These four carry the film through it’s twists and turns. But Matt Damon in particular gives a performance that’s ultra-macho but deeply reflective of masculine society in the US. There’s plenty of European-US juxtaposition in this film and Bill Baker is a walking embodiment of it. Sure, he can work construction and watch Oklahoma State football in France, but the macho cowboy way he goes about things doesn’t work as well when searching for a missing person.

It’s really the highlight of the film to see how his character changes so much over the course, but at the end of the film, doesn’t really change at all. In one scene, he balances his old life, his new life, and another secret new life he builds all in one motion. It’s a magnificent performance that’s deserving of accolades.

Stillwater Suffers From Pacing Issues However

The pacing of the story suffers a bit, especially in the latter sections. The middle section of the story swallows up a considerable section of screentime. It bounces back and forth from drama/romance to thriller/crime and it’s sort of jarring. I can get why the filmmakers chose to do this, because it fits along with the fish-out-of-water storyline and comparison on the US to the rest of the world. But it really makes the plot and pacing suffer. Some scenes are frenetic and buzzing, while others are light and tender.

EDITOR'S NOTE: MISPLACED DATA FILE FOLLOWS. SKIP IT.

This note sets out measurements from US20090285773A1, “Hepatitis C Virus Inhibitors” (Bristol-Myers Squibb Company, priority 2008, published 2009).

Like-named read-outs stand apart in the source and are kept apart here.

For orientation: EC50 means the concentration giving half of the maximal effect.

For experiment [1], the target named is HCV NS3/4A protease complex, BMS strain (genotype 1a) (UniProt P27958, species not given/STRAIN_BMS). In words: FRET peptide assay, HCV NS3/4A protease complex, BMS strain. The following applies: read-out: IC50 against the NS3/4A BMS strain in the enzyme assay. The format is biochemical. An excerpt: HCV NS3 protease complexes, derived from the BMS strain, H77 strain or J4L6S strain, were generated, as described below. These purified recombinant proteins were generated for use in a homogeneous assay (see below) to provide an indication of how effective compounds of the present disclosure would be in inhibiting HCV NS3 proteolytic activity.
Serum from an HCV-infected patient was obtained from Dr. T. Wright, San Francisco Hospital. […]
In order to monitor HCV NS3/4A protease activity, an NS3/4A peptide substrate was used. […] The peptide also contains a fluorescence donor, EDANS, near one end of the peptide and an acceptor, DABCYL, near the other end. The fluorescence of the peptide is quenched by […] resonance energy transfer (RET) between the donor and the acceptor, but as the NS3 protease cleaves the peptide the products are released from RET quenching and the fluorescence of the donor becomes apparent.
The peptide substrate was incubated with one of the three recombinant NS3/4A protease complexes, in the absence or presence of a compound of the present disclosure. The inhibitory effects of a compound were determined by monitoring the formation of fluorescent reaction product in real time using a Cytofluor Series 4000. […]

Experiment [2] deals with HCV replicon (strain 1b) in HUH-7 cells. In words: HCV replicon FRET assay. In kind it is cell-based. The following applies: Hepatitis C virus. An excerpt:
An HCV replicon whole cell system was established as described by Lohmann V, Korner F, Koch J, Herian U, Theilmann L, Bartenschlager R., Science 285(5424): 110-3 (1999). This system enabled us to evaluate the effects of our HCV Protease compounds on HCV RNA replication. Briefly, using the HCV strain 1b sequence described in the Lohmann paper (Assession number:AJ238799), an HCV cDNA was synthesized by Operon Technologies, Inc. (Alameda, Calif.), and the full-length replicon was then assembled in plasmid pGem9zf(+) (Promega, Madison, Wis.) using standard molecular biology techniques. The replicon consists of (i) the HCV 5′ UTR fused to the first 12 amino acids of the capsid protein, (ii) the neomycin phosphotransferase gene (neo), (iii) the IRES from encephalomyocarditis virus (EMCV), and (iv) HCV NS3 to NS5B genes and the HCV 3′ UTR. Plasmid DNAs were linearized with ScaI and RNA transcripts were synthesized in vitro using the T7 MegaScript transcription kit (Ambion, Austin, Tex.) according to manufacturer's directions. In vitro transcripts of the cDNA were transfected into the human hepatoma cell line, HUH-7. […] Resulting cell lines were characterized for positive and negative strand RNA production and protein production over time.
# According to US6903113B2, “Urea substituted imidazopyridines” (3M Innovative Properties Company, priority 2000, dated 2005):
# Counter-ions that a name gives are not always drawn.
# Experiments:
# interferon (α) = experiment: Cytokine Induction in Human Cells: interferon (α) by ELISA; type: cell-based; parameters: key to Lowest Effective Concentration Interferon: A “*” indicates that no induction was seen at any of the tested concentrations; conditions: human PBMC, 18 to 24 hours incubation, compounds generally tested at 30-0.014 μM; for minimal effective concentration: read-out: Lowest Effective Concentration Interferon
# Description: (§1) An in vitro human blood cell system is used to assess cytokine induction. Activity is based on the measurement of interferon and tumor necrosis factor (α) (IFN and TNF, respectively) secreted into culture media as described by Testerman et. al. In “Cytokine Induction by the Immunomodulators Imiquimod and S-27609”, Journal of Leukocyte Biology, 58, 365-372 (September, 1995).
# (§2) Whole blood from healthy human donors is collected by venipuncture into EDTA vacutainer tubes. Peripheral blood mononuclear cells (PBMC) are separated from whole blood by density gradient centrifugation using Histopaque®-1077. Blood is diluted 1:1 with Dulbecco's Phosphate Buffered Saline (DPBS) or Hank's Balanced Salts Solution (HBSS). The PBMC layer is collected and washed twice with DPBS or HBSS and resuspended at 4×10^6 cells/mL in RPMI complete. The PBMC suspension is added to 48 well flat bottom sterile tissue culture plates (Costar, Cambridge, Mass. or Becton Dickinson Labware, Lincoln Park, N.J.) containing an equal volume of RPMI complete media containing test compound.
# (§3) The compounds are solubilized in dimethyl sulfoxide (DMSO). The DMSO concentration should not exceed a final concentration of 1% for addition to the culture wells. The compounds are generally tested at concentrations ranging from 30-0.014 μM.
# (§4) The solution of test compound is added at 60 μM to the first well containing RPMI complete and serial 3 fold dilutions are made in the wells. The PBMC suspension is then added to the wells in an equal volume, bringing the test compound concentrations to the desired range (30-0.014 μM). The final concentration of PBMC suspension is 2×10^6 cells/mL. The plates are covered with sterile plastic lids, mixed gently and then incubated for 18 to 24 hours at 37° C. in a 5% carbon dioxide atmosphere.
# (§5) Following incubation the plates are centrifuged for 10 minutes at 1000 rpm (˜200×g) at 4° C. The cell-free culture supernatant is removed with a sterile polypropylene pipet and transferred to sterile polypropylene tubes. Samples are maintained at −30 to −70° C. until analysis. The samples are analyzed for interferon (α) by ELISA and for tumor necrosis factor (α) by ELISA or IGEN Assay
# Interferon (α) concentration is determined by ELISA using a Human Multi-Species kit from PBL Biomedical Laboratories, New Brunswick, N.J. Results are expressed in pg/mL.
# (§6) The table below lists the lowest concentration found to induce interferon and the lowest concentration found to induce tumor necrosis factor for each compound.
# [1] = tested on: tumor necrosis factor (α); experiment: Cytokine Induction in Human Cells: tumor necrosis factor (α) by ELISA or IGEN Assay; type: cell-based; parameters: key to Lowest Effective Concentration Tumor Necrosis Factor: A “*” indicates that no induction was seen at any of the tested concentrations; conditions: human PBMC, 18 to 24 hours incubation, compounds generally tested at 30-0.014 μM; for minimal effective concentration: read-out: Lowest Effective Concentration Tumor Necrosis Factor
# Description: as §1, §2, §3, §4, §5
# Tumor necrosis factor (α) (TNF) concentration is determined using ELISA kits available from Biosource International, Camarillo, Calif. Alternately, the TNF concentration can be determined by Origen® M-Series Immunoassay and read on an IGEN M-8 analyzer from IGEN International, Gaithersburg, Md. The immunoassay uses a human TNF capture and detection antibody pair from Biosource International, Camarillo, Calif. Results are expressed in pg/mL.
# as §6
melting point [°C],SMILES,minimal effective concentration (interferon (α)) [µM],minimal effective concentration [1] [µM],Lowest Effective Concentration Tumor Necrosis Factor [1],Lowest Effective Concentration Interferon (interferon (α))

It could have done with some trimming around the edges. The film comes in at 2 hours, 20 minutes and about 20 minutes of that could have been lopped off to have a more brisk film. Finally, on pacing, the end of the film is abrupt and you’re not given answers to a whole lot. I’m not sure how Police work in France, but they don’t really do their due diligence in this film.